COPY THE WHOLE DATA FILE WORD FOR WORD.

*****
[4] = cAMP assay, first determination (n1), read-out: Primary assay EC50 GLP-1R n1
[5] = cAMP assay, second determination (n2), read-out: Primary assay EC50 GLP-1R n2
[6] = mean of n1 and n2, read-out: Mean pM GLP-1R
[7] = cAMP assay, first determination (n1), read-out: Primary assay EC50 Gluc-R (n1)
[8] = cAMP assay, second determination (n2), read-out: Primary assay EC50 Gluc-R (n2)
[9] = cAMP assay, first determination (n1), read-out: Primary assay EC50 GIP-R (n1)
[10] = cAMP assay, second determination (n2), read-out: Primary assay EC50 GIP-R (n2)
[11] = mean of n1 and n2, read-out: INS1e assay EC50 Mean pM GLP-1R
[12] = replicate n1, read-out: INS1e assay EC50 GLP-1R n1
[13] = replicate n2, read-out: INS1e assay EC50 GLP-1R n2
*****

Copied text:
[4] = cAMP assay, first determination (n1), read-out: Primary assay EC50 GLP-1R n1
[5] = cAMP assay, second determination (n2), read-out: Primary assay EC50 GLP-1R n2
[6] = mean of n1 and n2, read-out: Mean pM GLP-1R
[7] = cAMP assay, first determination (n1), read-out: Primary assay EC50 Gluc-R (n1)
[8] = cAMP assay, second determination (n2), read-out: Primary assay EC50 Gluc-R (n2)
[9] = cAMP assay, first determination (n1), read-out: Primary assay EC50 GIP-R (n1)
[10] = cAMP assay, second determination (n2), read-out: Primary assay EC50 GIP-R (n2)
[11] = mean of n1 and n2, read-out: INS1e assay EC50 Mean pM GLP-1R
[12] = replicate n1, read-out: INS1e assay EC50 GLP-1R n1
[13] = replicate n2, read-out: INS1e assay EC50 GLP-1R n2